In conducting the study, the team used data from the Panel Study of Income Dynamics, a highly regarded database in social science. This longitudinal, representative study of families in the United States includes information on wages, employment and health, including hypertension status. The team used information from a total of 5,651 household heads and their spouses for three time periods: 1999-2001, 2001-03 and 2003-05. The sample was limited to working adults between 25 and 65 years of age. Anyone with hypertension during the first year (e.g., 1999) of each time period was eliminated from the final sample.
Wages were calculated as annual income from all sources divided by work hours and ranged from about $2.38 to $77 per hour in 1999 dollars. Hypertension was determined by respondents' self-reports of a hypertension diagnosis from their physicians.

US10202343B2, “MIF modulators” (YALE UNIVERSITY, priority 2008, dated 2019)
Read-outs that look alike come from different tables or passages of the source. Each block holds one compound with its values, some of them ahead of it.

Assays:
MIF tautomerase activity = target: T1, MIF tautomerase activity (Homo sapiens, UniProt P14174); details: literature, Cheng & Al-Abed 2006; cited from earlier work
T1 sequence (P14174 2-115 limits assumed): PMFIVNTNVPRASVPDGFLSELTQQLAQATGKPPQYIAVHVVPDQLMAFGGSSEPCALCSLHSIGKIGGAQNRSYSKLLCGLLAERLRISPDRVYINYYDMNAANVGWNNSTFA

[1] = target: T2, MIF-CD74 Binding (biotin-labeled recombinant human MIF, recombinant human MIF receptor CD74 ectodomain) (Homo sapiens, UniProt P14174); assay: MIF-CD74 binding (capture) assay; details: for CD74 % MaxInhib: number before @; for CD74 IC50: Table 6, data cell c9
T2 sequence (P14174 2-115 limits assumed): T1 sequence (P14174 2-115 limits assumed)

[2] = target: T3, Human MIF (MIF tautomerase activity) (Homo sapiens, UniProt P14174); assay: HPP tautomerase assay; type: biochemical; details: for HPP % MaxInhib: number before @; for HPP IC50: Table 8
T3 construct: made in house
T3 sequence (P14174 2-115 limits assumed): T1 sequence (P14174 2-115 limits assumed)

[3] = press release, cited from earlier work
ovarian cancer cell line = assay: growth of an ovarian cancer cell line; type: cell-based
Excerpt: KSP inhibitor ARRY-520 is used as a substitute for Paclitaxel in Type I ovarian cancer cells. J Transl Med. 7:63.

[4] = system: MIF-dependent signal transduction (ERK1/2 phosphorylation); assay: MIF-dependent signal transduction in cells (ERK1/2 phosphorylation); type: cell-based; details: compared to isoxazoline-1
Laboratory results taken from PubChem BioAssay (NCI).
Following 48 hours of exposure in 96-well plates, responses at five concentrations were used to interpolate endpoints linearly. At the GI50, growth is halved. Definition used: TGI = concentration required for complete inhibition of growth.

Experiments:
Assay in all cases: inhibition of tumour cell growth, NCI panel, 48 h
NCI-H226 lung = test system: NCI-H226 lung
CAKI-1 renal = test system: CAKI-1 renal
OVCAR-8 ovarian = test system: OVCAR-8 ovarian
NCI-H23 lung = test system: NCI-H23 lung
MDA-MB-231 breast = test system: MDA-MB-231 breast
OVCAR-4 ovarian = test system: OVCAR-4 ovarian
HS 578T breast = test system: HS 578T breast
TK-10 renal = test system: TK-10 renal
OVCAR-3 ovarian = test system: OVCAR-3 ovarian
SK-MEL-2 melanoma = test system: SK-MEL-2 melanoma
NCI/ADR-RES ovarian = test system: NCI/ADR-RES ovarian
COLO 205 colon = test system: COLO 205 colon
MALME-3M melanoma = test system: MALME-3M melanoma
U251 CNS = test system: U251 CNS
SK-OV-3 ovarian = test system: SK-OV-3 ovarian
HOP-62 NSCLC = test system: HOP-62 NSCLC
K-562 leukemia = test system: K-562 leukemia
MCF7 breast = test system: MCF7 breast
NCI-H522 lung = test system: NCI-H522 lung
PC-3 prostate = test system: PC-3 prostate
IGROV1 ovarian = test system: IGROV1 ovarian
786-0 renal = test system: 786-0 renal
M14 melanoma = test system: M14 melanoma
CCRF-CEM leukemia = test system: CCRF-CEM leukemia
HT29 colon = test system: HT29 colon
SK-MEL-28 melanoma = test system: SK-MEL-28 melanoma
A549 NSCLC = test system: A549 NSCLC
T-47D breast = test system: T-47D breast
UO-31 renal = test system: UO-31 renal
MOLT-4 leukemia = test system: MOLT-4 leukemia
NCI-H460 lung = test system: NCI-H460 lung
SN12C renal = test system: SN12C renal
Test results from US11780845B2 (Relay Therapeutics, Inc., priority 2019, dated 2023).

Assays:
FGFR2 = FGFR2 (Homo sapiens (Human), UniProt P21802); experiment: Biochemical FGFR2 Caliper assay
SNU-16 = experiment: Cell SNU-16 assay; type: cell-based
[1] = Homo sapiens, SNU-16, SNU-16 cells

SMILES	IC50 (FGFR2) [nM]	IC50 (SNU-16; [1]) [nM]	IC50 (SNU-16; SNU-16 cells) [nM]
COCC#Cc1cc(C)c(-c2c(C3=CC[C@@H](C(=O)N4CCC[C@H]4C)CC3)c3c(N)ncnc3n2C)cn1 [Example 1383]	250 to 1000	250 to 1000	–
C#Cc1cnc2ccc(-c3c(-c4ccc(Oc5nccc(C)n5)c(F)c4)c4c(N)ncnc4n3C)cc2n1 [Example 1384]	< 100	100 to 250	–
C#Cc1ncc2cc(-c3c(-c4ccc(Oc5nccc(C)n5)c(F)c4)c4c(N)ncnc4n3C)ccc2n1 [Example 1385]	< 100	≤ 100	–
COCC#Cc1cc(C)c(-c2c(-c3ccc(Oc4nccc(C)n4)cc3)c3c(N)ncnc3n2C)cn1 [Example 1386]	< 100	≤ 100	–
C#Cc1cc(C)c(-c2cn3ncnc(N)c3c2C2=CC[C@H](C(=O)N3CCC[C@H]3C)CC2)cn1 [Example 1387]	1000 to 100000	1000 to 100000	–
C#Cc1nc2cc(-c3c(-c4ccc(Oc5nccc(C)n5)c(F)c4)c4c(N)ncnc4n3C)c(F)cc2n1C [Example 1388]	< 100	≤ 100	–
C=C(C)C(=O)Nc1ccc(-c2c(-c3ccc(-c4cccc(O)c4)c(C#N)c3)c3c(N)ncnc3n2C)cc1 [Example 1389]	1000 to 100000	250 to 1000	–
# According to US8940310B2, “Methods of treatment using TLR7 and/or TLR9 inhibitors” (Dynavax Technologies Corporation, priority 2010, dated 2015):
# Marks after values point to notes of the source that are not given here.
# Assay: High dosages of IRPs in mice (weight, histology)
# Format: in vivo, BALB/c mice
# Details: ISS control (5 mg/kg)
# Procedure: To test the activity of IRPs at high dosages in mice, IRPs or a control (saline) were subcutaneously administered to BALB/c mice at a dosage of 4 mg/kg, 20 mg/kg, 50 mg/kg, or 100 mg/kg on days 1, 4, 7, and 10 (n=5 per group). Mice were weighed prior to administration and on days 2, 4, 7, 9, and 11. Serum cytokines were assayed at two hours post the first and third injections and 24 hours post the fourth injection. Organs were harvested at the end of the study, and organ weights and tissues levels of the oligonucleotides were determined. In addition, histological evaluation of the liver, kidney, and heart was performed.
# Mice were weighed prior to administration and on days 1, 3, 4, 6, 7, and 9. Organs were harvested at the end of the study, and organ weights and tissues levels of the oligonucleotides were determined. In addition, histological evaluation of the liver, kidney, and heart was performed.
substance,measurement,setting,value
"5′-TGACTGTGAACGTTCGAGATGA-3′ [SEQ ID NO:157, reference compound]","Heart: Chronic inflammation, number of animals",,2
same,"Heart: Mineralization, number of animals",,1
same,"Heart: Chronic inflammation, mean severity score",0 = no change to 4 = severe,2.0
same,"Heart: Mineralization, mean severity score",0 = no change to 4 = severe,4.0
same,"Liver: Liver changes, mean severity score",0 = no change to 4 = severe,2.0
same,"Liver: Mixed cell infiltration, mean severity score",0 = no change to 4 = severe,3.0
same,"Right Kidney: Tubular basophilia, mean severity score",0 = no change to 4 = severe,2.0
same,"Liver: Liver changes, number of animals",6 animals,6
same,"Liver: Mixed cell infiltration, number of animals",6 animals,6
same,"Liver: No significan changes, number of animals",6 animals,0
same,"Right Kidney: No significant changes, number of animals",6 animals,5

The team used logistic regressions for the statistical analysis, and found that doubling the wage was associated with a 16 percent decrease in the risk of a hypertension diagnosis. Doubling the wage reduced the risk of a hypertension diagnosis by 1.2 percent over two years and 0.6 percent for one year.
"That means that if there were 110 million persons employed in the U.S. between the ages of 25 and 65 per year during the entire timeframe of the study -- from 1999 until 2005 -- then a 10 percent increase in everyone's wages would have resulted in 132,000 fewer cases of hypertension each year," said Leigh.
Additional logistic regression analyses by demographics such as age, gender, race and co-morbidities such as obesity, diabetes and alcohol consumption revealed two standout outcomes. Being in the youngest age group -- between 25 and 44 years old -- or being female were strong predictors of hypertension. In fact, doubling the wages of youn
|Contact: Karen Finney|
University of California - Davis Health System